Delete
  12. Our gardens certainly give us a sense of normalcy during these unbelievable times.You must walk around and drink in the beauty of your own garden every day. I remember the smell of early spring form when we lived in California. But even with a garden to retreat to our weather here has been as crazy as the chaos the virus has wrought. So much rain in recent days and masses of overgrowth and weeds. Much to keep me busy. Hope the treatment your cat is receiving is successful.

    ReplyDelete
    Replies
    1. My garden is a blessing, Jenny. I hope your weather improves soon and sets you free to putter in your own wonderful garden. We've had rain on and off for most of this month but it's appreciated after virtually no rain in January and February, usually the rainiest period of our short rainy season. I'm focusing on the weeds and the out-of-control ivy on the back slope at the moment.

      Delete
  13. Your garden looks awesome and spring is just starting. I don't mind staying home but it's been tough for Alan. He's working at home but what he works on involves a lot of complex computer hardware set-ups and he ends up missing one piece he doesn't have. Small worries in the face of much bigger problems.

    Best wishes to you for Pipig.

    ReplyDelete
    Replies
    1. Thanks HB. I hope Alan and his work team can find some creative ways to manage under the circumstances.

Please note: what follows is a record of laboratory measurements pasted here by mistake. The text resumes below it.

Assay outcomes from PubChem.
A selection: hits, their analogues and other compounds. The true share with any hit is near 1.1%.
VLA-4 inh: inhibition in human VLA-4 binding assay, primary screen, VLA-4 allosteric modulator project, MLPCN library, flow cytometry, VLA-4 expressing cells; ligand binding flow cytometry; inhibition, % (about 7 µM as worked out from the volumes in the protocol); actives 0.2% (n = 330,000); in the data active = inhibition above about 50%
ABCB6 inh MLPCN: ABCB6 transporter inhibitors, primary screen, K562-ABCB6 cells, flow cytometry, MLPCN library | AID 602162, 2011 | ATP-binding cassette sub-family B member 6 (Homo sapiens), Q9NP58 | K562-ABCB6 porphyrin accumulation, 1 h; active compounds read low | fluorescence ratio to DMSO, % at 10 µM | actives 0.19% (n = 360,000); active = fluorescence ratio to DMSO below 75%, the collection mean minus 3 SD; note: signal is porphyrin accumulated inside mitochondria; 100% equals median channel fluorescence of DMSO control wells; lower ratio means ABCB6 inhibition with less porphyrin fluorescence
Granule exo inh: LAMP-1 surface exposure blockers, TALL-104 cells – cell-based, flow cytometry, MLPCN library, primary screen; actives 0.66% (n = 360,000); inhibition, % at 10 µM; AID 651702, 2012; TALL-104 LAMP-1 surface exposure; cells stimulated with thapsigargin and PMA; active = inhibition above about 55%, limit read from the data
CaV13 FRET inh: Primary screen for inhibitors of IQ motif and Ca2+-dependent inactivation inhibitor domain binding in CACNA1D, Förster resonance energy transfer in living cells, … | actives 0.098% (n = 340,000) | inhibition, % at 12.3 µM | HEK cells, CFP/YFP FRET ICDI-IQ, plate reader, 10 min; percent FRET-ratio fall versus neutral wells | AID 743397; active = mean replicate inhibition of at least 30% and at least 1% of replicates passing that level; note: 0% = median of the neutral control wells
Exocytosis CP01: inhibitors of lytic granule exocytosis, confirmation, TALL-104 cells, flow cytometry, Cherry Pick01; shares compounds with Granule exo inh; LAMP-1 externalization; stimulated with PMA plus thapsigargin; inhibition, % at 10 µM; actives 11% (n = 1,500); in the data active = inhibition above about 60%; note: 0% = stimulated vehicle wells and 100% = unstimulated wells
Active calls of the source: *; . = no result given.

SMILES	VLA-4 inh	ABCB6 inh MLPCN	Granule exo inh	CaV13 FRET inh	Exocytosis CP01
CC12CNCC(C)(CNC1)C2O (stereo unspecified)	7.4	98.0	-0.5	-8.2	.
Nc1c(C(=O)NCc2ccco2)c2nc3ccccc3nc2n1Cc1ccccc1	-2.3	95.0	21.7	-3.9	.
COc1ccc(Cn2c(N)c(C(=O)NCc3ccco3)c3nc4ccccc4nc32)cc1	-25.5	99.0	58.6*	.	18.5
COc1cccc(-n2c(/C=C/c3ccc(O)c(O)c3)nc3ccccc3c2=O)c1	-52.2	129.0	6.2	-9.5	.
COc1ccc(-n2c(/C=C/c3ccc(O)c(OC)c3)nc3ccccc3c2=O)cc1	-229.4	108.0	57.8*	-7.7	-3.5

Delete
  14. So many beautiful flowers! I've been way behind in my blog reading, with Andrew working from home and life rather disrupted all around things aren't happening in their usual order. I hope you're doing okay...your garden certainly is!

    ReplyDelete
    Replies
    1. We're doing okay, Loree. Even though my husband and I are retired, our schedules have also been disrupted so I entirely understand the situation.

      Delete
  15. What a joy to have a virtual stroll round your garden and share some of your beauties Kris. As usual there is so much to enjoy. That abelia is very unusual.

    ReplyDelete
    Replies
    1. I only have the grower's testimony that it IS an Abelia, Chloris, although the leaf and flower shapes both suggest that identification. I haven't thought of trying to propagate it but I guess I should as the seller doesn't grow it anymore and I haven't seen it anywhere else.

      Delete

I enjoy receiving your comments and suggestions!